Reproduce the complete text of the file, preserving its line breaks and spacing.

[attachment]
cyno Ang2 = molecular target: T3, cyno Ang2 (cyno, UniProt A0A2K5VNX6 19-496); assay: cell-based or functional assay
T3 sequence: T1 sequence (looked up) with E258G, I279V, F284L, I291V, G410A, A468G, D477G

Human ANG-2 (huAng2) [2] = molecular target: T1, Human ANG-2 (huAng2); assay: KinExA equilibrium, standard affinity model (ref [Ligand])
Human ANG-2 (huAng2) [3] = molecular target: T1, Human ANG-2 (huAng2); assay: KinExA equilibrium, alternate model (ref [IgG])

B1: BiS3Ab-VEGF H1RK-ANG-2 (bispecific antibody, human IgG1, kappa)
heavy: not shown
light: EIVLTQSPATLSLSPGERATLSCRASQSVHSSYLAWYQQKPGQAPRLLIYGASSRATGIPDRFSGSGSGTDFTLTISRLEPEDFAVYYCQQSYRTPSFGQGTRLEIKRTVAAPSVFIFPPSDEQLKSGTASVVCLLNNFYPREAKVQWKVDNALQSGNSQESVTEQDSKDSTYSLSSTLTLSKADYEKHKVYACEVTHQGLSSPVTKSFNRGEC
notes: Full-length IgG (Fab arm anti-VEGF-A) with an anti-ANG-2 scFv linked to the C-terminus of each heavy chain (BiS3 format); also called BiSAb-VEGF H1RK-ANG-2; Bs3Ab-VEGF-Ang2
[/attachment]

cyno Ang2 = molecular target: T3, cyno Ang2 (cyno, UniProt A0A2K5VNX6 19-496); assay: cell-based or functional assay
T3 sequence: T1 sequence (looked up) with E258G, I279V, F284L, I291V, G410A, A468G, D477G

Human ANG-2 (huAng2) [2] = molecular target: T1, Human ANG-2 (huAng2); assay: KinExA equilibrium, standard affinity model (ref [Ligand])
Human ANG-2 (huAng2) [3] = molecular target: T1, Human ANG-2 (huAng2); assay: KinExA equilibrium, alternate model (ref [IgG])

B1: BiS3Ab-VEGF H1RK-ANG-2 (bispecific antibody, human IgG1, kappa)
heavy: not shown
light: EIVLTQSPATLSLSPGERATLSCRASQSVHSSYLAWYQQKPGQAPRLLIYGASSRATGIPDRFSGSGSGTDFTLTISRLEPEDFAVYYCQQSYRTPSFGQGTRLEIKRTVAAPSVFIFPPSDEQLKSGTASVVCLLNNFYPREAKVQWKVDNALQSGNSQESVTEQDSKDSTYSLSSTLTLSKADYEKHKVYACEVTHQGLSSPVTKSFNRGEC
notes: Full-length IgG (Fab arm anti-VEGF-A) with an anti-ANG-2 scFv linked to the C-terminus of each heavy chain (BiS3 format); also called BiSAb-VEGF H1RK-ANG-2; Bs3Ab-VEGF-Ang2